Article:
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Liverpool Echo
Liverpool Echo
Aaliyah Rugg

Mum thought daughter was 'messing around' before sudden death

A "beautiful angel" who was taken far too soon was "adored" by her loving parents as tributes came pouring in.

Shirley Adderley said she thought her daughter Fay was "messing around" when she went to wake her up on November 20, 2020. But after being "unresponsive", it appeared the 18-year-old had suffered a seizure during the night.

Just two weeks before, Fay had officially been diagnosed with epilepsy after years of absent seizures, but her medication had still not arrived. Parents Shirley and Neil, of Huyton, want to raise awareness of SUDEP (Sudden Unexpected Death from Epilepsy) as they said it was "like a lightbulb going off" and something that "no-one really survives".

READ MORE: Teen with 'biggest heart' dies from 'silent killer' days after diagnosis

Speaking to the ECHO, they said: "The seizures Fay had were during the night while she was in bed and this was the case here. The next morning I went in to get her up about 10am and I found her lying there.

"At first I thought she was messing around because we were supposed to be putting the Christmas decorations up but Neil knew right away. She was our only child and it's like our whole world has ended."

Since their story was shared, hundreds of tributes have come pouring in. Sara Peters said: "This is just utterly heartbreaking. Sleep tight beautiful Fay. Sending so much love to her mum and dad."

Shirley and Neil have paid tribute to their daughter Fay Adderley after her sudden and unexpected death at the age of 18 (Family handout)

Maxine Speight wrote: "So sad had all her life to look forward to so sad feel for poor family at this awful time", as Vicki Ferguson added: "A beautiful Angel taken too soon. Adored by her mum and Dad."

Fay began to experience absent seizures when she was a child but it wasn't until she was 18 that she was officially diagnosed with epilepsy. But just two weeks after the official diagnosis, on November 20, 2020, Fay passed away suddenly and unexpectedly after a seizure during the night.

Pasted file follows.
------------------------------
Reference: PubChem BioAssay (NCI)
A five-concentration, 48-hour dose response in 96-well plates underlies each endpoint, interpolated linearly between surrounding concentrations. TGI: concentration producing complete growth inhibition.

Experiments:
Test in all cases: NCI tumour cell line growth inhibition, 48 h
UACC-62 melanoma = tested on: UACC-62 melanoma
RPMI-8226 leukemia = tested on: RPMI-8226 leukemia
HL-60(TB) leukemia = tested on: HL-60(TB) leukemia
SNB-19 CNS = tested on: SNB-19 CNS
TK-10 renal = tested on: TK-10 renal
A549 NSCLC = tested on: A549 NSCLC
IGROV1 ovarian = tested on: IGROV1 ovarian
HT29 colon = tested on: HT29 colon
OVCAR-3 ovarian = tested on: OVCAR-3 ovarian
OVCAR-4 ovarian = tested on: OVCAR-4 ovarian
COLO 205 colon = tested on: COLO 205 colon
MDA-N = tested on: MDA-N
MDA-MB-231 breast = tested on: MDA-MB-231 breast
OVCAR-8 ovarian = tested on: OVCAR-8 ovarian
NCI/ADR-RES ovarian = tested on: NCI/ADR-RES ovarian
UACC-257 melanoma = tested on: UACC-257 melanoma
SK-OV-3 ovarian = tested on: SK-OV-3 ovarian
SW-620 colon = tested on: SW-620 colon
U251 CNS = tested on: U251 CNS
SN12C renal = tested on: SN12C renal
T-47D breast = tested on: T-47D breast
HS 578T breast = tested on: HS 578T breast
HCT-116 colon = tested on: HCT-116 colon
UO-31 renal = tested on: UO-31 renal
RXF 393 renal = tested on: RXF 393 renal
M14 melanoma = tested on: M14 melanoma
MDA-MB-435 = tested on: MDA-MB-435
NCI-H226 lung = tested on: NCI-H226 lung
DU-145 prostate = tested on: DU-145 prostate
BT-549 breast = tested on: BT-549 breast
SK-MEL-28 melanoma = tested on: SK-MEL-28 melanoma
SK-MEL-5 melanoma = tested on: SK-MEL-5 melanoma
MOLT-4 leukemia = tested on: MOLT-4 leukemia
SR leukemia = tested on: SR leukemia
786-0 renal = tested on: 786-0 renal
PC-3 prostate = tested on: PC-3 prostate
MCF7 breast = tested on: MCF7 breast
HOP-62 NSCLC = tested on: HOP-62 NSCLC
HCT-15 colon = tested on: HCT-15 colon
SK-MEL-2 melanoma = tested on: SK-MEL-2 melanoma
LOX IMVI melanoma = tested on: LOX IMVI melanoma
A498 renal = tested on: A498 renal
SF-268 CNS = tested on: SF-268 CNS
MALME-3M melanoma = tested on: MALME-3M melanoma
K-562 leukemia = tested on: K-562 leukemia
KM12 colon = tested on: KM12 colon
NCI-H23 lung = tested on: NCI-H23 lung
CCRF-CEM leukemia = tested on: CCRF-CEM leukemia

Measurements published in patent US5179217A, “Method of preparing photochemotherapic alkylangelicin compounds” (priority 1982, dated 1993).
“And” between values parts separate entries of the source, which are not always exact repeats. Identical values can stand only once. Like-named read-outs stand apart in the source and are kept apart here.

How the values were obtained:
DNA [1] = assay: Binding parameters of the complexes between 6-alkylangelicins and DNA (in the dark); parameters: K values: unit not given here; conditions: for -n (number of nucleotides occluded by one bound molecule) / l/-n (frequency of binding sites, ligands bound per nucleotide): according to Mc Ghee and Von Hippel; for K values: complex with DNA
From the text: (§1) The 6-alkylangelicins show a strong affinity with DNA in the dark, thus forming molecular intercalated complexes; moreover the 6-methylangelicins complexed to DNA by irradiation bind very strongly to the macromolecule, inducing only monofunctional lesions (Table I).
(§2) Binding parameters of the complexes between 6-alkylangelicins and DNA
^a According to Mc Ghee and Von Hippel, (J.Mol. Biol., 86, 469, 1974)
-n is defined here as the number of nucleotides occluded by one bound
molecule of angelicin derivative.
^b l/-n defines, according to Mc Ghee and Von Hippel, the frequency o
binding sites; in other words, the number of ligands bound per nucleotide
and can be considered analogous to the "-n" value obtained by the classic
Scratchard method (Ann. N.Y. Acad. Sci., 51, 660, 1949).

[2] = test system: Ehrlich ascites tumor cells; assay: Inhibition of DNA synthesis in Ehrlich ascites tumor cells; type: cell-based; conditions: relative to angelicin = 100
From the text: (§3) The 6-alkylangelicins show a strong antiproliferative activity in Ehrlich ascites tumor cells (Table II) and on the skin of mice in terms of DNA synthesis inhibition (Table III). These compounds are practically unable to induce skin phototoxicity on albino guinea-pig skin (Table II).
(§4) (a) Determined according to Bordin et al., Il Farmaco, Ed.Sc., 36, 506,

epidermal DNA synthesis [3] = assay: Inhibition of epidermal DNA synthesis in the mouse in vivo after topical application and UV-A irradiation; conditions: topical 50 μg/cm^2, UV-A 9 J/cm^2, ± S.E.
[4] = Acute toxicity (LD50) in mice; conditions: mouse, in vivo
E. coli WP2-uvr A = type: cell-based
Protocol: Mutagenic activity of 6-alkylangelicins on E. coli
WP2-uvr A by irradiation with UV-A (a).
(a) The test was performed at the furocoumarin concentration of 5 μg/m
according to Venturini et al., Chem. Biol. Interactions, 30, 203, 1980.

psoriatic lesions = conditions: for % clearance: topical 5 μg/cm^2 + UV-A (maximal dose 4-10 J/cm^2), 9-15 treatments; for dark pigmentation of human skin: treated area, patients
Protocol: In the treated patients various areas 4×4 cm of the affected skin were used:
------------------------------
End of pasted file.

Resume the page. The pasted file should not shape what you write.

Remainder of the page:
Shirley herself lives with a condition called neural migration disorder meaning she too suffers with epilepsy. But despite Fay showing similar epileptic signs, she was told it could be down to anxiety rather than the condition.

However, the family found out after her death the 18-year-old had inherited the condition, which contributed to her sudden death. Now, the family are bravely sharing their journey in the hopes of raising awareness of the "silent killer".

ECHO readers have been sending messages of support to the grieving family, and also bravely speaking out about their own experiences with the "misunderstood condition". Lesley Slater said: "This is so sad, sorry to hear about this. I have epilepsy too. Its horrible. Lots of people don't understand it. There's so many different types of seizures and medications. I wish more could be done over epilepsy."

Jessica Shore added: "So sorry for your loss. I Started having seizures in may and mostly at night . It’s turned my world upside down . Epilepsy isn’t spoken about enough and there is so little awareness around the different types of seizures."

Shani Hanson wrote: "So sorry for the tragic loss of your beautiful daughter, thanks for sharing, hopefully we can avoid another tragedy by raising awareness", as Gemma Coker said: "So sorry for your loss. Epilepsy is such a cruel disease that causes a daily struggle to not be afraid to live your life. May you RIP."


According to the NHS, Epilepsy is a common condition that affects the brain and causes frequent seizures. Seizures are bursts of electrical activity in the brain that temporarily affect how it works. They can cause a wide range of symptoms.

Possible symptoms include:

  • uncontrollable jerking and shaking, called a "fit"
  • losing awareness and staring blankly into space
  • becoming stiff
  • strange sensations, such as a "rising" feeling in the tummy, unusual smells or tastes, and a tingling feeling in your arms or legs
  • collapsing
  • sometimes you might pass out and not remember what happened.

More information can be found here. For more information on the SUDEP charity, click here.

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